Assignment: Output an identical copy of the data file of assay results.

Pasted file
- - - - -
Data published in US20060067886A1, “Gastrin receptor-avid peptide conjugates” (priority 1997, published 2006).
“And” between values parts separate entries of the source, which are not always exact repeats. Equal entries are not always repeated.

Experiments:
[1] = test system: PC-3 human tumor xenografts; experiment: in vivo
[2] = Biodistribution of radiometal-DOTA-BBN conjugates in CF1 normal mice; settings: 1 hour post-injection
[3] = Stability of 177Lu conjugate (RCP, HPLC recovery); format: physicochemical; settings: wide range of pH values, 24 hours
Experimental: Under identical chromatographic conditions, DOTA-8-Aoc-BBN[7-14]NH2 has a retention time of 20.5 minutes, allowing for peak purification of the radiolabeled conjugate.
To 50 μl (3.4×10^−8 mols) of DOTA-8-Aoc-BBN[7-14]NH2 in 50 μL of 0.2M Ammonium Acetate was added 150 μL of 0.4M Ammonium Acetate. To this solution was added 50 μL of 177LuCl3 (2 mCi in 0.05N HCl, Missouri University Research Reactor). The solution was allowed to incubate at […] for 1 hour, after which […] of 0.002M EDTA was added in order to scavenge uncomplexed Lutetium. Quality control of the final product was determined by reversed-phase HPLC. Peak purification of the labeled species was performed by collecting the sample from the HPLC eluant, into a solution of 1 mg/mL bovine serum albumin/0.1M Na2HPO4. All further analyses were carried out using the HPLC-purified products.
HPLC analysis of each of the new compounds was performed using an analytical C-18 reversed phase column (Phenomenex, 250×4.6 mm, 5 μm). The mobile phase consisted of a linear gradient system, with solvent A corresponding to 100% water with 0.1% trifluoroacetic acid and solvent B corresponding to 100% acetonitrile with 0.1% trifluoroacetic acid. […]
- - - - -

Data published in US20060067886A1, “Gastrin receptor-avid peptide conjugates” (priority 1997, published 2006).
“And” between values parts separate entries of the source, which are not always exact repeats. Equal entries are not always repeated.

Experiments:
[1] = test system: PC-3 human tumor xenografts; experiment: in vivo
[2] = Biodistribution of radiometal-DOTA-BBN conjugates in CF1 normal mice; settings: 1 hour post-injection
[3] = Stability of 177Lu conjugate (RCP, HPLC recovery); format: physicochemical; settings: wide range of pH values, 24 hours
Experimental: Under identical chromatographic conditions, DOTA-8-Aoc-BBN[7-14]NH2 has a retention time of 20.5 minutes, allowing for peak purification of the radiolabeled conjugate.
To 50 μl (3.4×10^−8 mols) of DOTA-8-Aoc-BBN[7-14]NH2 in 50 μL of 0.2M Ammonium Acetate was added 150 μL of 0.4M Ammonium Acetate. To this solution was added 50 μL of 177LuCl3 (2 mCi in 0.05N HCl, Missouri University Research Reactor). The solution was allowed to incubate at […] for 1 hour, after which […] of 0.002M EDTA was added in order to scavenge uncomplexed Lutetium. Quality control of the final product was determined by reversed-phase HPLC. Peak purification of the labeled species was performed by collecting the sample from the HPLC eluant, into a solution of 1 mg/mL bovine serum albumin/0.1M Na2HPO4. All further analyses were carried out using the HPLC-purified products.
HPLC analysis of each of the new compounds was performed using an analytical C-18 reversed phase column (Phenomenex, 250×4.6 mm, 5 μm). The mobile phase consisted of a linear gradient system, with solvent A corresponding to 100% water with 0.1% trifluoroacetic acid and solvent B corresponding to 100% acetonitrile with 0.1% trifluoroacetic acid. […]